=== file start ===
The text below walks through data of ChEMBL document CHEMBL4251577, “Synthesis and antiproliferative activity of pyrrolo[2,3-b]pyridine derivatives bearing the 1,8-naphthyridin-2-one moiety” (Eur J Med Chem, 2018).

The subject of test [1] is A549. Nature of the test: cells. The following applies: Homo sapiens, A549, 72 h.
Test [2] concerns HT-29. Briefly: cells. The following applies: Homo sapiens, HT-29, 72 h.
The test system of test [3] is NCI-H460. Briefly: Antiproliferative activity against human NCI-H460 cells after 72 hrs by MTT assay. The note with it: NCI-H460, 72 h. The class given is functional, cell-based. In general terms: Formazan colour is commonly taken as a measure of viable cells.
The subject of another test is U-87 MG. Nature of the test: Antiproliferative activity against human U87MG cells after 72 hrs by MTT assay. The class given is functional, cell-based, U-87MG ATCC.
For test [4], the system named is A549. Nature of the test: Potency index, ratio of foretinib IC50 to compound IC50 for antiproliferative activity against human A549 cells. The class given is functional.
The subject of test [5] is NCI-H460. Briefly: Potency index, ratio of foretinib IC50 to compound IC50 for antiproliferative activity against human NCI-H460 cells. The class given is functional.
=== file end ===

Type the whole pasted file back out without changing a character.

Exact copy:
The text below walks through data of ChEMBL document CHEMBL4251577, “Synthesis and antiproliferative activity of pyrrolo[2,3-b]pyridine derivatives bearing the 1,8-naphthyridin-2-one moiety” (Eur J Med Chem, 2018).

The subject of test [1] is A549. Nature of the test: cells. The following applies: Homo sapiens, A549, 72 h.
Test [2] concerns HT-29. Briefly: cells. The following applies: Homo sapiens, HT-29, 72 h.
The test system of test [3] is NCI-H460. Briefly: Antiproliferative activity against human NCI-H460 cells after 72 hrs by MTT assay. The note with it: NCI-H460, 72 h. The class given is functional, cell-based. In general terms: Formazan colour is commonly taken as a measure of viable cells.
The subject of another test is U-87 MG. Nature of the test: Antiproliferative activity against human U87MG cells after 72 hrs by MTT assay. The class given is functional, cell-based, U-87MG ATCC.
For test [4], the system named is A549. Nature of the test: Potency index, ratio of foretinib IC50 to compound IC50 for antiproliferative activity against human A549 cells. The class given is functional.
The subject of test [5] is NCI-H460. Briefly: Potency index, ratio of foretinib IC50 to compound IC50 for antiproliferative activity against human NCI-H460 cells. The class given is functional.